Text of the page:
Purple Porpoise resurfaces on W. University Avenue

Andy Shaara, owner of the Purple Porpoise, has reopened the iconic bar at a new W. University Avenue location.

KRISTEN HINES/Special to The Sun
Published: Saturday, January 15, 2005 at 6:01 a.m.
Last Modified: Friday, January 14, 2005 at 10:01 p.m.
Andy Shaara could only take so much time off. "I got bored, tired of fishing for trout and redfish four or five times a week."
Boredom was just one of the reasons the Purple Porpoise has resurfaced for a breath of air. The legendary wings-and-beer student hangout Shaara co-owned was a popular fixture at 1728 W. University Ave. for nearly 20 years before closing in December 2002.
He has made a lot of changes to the Porpoise - as it is nicknamed - he said, and they might not appeal to all of his former regulars, but he has been happy with how business has been since he opened Nov. 23 at 919 W. University Ave. in the former Common Grounds Coffee Shop.
"It's an OK location, but it's different. Midtown is different than across from campus," he said.
The new scaled-back format means it's not a sports bar anymore. There's one television above the bar, not dozens all around the place. And it's a fraction of its former size - 1,800 square feet compared with 10,000. Capacity is 102 people, compared with 885.
There's a pool table rather than Foosball. He still has plenty of beer, wine and happy hour pitcher specials. He has only a manager and three employees, compared with the 70 at the old place. "That's fine with me," he says.
A long wooden bar is lined with stools, and there are tables for those who wish to be seated to watch the band. The floor is black-and-white checkerboard linoleum tiles.
There is live music every night, from ska to acoustic to rock bands. Sunday is jam night. Hours are 4 p.m. to 2 a.m. Monday through Friday, 7 p.m. to 2 a.m. Saturday and Sunday is 7 p.m. to 11 p.m. Most of the clientele start showing up around 9 p.m. or so, even though manager Alex Graham said there is a smattering of people at happy hour.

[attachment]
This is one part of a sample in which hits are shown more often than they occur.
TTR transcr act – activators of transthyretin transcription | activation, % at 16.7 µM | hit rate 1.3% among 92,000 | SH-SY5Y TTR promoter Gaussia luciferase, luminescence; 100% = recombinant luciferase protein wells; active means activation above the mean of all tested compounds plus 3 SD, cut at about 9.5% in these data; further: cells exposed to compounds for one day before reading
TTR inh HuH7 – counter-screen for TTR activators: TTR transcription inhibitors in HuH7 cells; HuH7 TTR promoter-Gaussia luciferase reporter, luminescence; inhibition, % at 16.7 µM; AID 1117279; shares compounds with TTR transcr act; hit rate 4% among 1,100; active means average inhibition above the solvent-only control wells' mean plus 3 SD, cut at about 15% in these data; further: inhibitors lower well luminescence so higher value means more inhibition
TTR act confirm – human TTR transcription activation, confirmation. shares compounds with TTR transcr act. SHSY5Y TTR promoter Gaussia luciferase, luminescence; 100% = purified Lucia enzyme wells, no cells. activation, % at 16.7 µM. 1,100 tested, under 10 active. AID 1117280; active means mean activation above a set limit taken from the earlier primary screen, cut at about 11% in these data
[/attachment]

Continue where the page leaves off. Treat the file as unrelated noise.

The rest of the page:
There is some food available - burgers, sandwiches and something Shaara calls "jumbo wings." But the food is delivered by Wing Zone next door and comprises less than 10 percent of the establishment's take, so smoking is allowed inside.
Parking is no problem whatsoever, Shaara said, with spots along the street, at a nearby BP gasoline station after it closes and behind the business. "We have 60 parking spots we can use; we have more free parking than anyone else along University Avenue."
Shaara, 51, has lived in Gainesville since 1969 and graduated from Gainesville High School. He worked for Domino's during high school, then was manager at the Tony & Pat's restaurant when it was on SW 13th Street. He became familiar with the 2102 SW 13th St. bar when he frequented its predecessor, King of Hearts. He opened the Porpoise in 1979.
When the Porpoise closed the winter of 2002, patrons held a candlelight vigil along the bar and there was lots of reminiscing. Regulars recalled the antics and the fun, even the romance, they found there.
A gradual diminishing of business led to its sale by co-owners Don Regan and Shaara. The whole business actually consisted of Sharkey's, the Blow Hole and Purple Porpoise. Shaara is now the sole owner.
That building housed the College Inn restaurant from the 1950s. The original Purple Porpoise moved there in April 1, 1983.
Marina Blomberg can be reached at 374-5025 or blombem@gvillesun.com.


Continued from 7B


No longer a sports bar

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